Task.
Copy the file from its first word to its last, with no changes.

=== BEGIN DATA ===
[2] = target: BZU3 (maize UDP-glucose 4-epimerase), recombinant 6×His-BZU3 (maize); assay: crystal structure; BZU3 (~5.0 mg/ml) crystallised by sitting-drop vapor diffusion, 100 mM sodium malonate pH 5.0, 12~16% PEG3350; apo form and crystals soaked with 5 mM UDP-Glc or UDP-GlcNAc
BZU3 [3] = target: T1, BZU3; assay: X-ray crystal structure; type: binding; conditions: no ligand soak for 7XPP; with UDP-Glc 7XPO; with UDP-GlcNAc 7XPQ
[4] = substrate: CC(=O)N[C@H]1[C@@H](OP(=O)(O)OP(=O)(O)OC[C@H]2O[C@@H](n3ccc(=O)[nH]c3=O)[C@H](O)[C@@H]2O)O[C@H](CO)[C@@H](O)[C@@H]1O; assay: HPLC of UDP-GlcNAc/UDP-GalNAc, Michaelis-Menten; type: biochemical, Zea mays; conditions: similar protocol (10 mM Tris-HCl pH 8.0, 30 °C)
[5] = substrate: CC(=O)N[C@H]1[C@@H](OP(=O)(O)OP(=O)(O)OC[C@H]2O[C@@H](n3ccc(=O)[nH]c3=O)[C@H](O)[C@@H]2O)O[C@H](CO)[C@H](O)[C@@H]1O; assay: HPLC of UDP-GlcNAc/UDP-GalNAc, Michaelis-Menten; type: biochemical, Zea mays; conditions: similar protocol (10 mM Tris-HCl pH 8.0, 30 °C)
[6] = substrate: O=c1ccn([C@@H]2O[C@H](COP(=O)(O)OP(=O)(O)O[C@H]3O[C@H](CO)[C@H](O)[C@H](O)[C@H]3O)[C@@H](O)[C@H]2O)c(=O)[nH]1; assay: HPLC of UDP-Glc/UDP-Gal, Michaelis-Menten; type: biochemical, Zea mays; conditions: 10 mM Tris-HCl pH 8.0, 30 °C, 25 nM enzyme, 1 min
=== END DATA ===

[2] = target: BZU3 (maize UDP-glucose 4-epimerase), recombinant 6×His-BZU3 (maize); assay: crystal structure; BZU3 (~5.0 mg/ml) crystallised by sitting-drop vapor diffusion, 100 mM sodium malonate pH 5.0, 12~16% PEG3350; apo form and crystals soaked with 5 mM UDP-Glc or UDP-GlcNAc
BZU3 [3] = target: T1, BZU3; assay: X-ray crystal structure; type: binding; conditions: no ligand soak for 7XPP; with UDP-Glc 7XPO; with UDP-GlcNAc 7XPQ
[4] = substrate: CC(=O)N[C@H]1[C@@H](OP(=O)(O)OP(=O)(O)OC[C@H]2O[C@@H](n3ccc(=O)[nH]c3=O)[C@H](O)[C@@H]2O)O[C@H](CO)[C@@H](O)[C@@H]1O; assay: HPLC of UDP-GlcNAc/UDP-GalNAc, Michaelis-Menten; type: biochemical, Zea mays; conditions: similar protocol (10 mM Tris-HCl pH 8.0, 30 °C)
[5] = substrate: CC(=O)N[C@H]1[C@@H](OP(=O)(O)OP(=O)(O)OC[C@H]2O[C@@H](n3ccc(=O)[nH]c3=O)[C@H](O)[C@@H]2O)O[C@H](CO)[C@H](O)[C@@H]1O; assay: HPLC of UDP-GlcNAc/UDP-GalNAc, Michaelis-Menten; type: biochemical, Zea mays; conditions: similar protocol (10 mM Tris-HCl pH 8.0, 30 °C)
[6] = substrate: O=c1ccn([C@@H]2O[C@H](COP(=O)(O)OP(=O)(O)O[C@H]3O[C@H](CO)[C@H](O)[C@H](O)[C@H]3O)[C@@H](O)[C@H]2O)c(=O)[nH]1; assay: HPLC of UDP-Glc/UDP-Gal, Michaelis-Menten; type: biochemical, Zea mays; conditions: 10 mM Tris-HCl pH 8.0, 30 °C, 25 nM enzyme, 1 min